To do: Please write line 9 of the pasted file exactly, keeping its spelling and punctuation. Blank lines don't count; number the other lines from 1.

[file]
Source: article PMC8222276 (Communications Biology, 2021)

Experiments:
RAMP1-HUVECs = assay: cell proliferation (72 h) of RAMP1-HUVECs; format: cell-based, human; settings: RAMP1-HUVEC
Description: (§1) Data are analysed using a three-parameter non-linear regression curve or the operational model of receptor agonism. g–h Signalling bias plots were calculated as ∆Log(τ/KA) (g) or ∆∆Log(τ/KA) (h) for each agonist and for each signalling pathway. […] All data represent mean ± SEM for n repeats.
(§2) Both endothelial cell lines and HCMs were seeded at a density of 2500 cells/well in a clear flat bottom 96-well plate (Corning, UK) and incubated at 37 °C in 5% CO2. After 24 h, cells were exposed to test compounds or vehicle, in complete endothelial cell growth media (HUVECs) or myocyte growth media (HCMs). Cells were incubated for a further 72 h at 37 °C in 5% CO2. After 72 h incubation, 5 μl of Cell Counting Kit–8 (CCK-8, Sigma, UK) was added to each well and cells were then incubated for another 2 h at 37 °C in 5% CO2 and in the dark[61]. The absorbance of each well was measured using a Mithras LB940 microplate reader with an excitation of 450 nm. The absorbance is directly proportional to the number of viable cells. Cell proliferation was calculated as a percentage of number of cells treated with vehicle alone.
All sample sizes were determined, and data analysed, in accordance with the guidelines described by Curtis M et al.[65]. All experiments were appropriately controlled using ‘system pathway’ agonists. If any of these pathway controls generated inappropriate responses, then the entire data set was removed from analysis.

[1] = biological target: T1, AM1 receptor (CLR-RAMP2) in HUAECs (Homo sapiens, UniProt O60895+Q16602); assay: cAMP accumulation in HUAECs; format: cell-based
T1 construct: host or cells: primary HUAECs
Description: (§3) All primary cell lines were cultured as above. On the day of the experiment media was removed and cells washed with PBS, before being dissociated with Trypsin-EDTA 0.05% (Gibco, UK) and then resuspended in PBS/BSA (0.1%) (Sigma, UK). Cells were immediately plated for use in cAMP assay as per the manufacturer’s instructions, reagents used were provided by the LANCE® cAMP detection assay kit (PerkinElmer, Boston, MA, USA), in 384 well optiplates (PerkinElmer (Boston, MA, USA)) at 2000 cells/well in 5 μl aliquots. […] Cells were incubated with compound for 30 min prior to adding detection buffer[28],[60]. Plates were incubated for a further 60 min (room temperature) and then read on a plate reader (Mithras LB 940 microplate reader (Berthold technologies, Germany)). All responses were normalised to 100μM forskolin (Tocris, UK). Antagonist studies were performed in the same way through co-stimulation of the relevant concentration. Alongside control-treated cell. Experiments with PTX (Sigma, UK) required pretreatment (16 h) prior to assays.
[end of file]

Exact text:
Description: (§3) All primary cell lines were cultured as above. On the day of the experiment media was removed and cells washed with PBS, before being dissociated with Trypsin-EDTA 0.05% (Gibco, UK) and then resuspended in PBS/BSA (0.1%) (Sigma, UK). Cells were immediately plated for use in cAMP assay as per the manufacturer’s instructions, reagents used were provided by the LANCE® cAMP detection assay kit (PerkinElmer, Boston, MA, USA), in 384 well optiplates (PerkinElmer (Boston, MA, USA)) at 2000 cells/well in 5 μl aliquots. […] Cells were incubated with compound for 30 min prior to adding detection buffer[28],[60]. Plates were incubated for a further 60 min (room temperature) and then read on a plate reader (Mithras LB 940 microplate reader (Berthold technologies, Germany)). All responses were normalised to 100μM forskolin (Tocris, UK). Antagonist studies were performed in the same way through co-stimulation of the relevant concentration. Alongside control-treated cell. Experiments with PTX (Sigma, UK) required pretreatment (16 h) prior to assays.